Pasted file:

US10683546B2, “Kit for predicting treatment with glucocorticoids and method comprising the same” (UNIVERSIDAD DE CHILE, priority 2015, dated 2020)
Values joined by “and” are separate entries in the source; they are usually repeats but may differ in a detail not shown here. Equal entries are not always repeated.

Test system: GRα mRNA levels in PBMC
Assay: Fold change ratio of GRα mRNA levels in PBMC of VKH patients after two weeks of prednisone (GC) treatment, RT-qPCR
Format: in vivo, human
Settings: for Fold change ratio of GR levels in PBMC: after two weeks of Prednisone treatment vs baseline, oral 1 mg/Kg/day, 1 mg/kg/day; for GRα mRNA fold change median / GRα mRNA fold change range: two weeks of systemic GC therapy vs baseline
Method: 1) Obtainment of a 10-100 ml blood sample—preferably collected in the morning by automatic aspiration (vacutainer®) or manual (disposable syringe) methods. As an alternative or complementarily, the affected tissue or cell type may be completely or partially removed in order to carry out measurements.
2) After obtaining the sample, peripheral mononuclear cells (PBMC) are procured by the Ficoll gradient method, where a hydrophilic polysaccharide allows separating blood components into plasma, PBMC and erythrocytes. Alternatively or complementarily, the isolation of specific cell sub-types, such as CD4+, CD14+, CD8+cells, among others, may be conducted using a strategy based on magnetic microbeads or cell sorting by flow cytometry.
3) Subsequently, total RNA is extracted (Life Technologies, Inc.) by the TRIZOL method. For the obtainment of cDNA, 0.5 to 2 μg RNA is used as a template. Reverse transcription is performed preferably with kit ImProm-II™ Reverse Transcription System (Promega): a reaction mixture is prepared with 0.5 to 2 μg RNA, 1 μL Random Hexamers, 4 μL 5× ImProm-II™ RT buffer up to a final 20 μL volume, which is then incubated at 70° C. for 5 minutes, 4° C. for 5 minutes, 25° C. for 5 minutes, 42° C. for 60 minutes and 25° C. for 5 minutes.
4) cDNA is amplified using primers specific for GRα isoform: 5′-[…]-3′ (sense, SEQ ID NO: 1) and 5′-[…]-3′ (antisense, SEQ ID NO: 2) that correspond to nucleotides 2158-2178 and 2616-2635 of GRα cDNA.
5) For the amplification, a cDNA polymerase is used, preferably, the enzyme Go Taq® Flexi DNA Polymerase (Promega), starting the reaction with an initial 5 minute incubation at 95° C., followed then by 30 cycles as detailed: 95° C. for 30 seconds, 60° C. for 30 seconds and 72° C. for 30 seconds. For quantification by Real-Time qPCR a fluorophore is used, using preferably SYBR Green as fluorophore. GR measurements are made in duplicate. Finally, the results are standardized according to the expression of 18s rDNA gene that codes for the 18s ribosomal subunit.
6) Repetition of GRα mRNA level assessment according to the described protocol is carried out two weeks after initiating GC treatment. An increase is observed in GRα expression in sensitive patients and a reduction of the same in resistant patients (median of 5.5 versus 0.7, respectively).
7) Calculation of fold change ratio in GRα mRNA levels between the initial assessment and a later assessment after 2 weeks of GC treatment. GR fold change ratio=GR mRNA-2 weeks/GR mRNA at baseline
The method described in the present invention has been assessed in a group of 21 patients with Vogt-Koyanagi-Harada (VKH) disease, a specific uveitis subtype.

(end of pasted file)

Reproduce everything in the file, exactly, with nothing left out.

US10683546B2, “Kit for predicting treatment with glucocorticoids and method comprising the same” (UNIVERSIDAD DE CHILE, priority 2015, dated 2020)
Values joined by “and” are separate entries in the source; they are usually repeats but may differ in a detail not shown here. Equal entries are not always repeated.

Test system: GRα mRNA levels in PBMC
Assay: Fold change ratio of GRα mRNA levels in PBMC of VKH patients after two weeks of prednisone (GC) treatment, RT-qPCR
Format: in vivo, human
Settings: for Fold change ratio of GR levels in PBMC: after two weeks of Prednisone treatment vs baseline, oral 1 mg/Kg/day, 1 mg/kg/day; for GRα mRNA fold change median / GRα mRNA fold change range: two weeks of systemic GC therapy vs baseline
Method: 1) Obtainment of a 10-100 ml blood sample—preferably collected in the morning by automatic aspiration (vacutainer®) or manual (disposable syringe) methods. As an alternative or complementarily, the affected tissue or cell type may be completely or partially removed in order to carry out measurements.
2) After obtaining the sample, peripheral mononuclear cells (PBMC) are procured by the Ficoll gradient method, where a hydrophilic polysaccharide allows separating blood components into plasma, PBMC and erythrocytes. Alternatively or complementarily, the isolation of specific cell sub-types, such as CD4+, CD14+, CD8+cells, among others, may be conducted using a strategy based on magnetic microbeads or cell sorting by flow cytometry.
3) Subsequently, total RNA is extracted (Life Technologies, Inc.) by the TRIZOL method. For the obtainment of cDNA, 0.5 to 2 μg RNA is used as a template. Reverse transcription is performed preferably with kit ImProm-II™ Reverse Transcription System (Promega): a reaction mixture is prepared with 0.5 to 2 μg RNA, 1 μL Random Hexamers, 4 μL 5× ImProm-II™ RT buffer up to a final 20 μL volume, which is then incubated at 70° C. for 5 minutes, 4° C. for 5 minutes, 25° C. for 5 minutes, 42° C. for 60 minutes and 25° C. for 5 minutes.
4) cDNA is amplified using primers specific for GRα isoform: 5′-[…]-3′ (sense, SEQ ID NO: 1) and 5′-[…]-3′ (antisense, SEQ ID NO: 2) that correspond to nucleotides 2158-2178 and 2616-2635 of GRα cDNA.
5) For the amplification, a cDNA polymerase is used, preferably, the enzyme Go Taq® Flexi DNA Polymerase (Promega), starting the reaction with an initial 5 minute incubation at 95° C., followed then by 30 cycles as detailed: 95° C. for 30 seconds, 60° C. for 30 seconds and 72° C. for 30 seconds. For quantification by Real-Time qPCR a fluorophore is used, using preferably SYBR Green as fluorophore. GR measurements are made in duplicate. Finally, the results are standardized according to the expression of 18s rDNA gene that codes for the 18s ribosomal subunit.
6) Repetition of GRα mRNA level assessment according to the described protocol is carried out two weeks after initiating GC treatment. An increase is observed in GRα expression in sensitive patients and a reduction of the same in resistant patients (median of 5.5 versus 0.7, respectively).
7) Calculation of fold change ratio in GRα mRNA levels between the initial assessment and a later assessment after 2 weeks of GC treatment. GR fold change ratio=GR mRNA-2 weeks/GR mRNA at baseline
The method described in the present invention has been assessed in a group of 21 patients with Vogt-Koyanagi-Harada (VKH) disease, a specific uveitis subtype.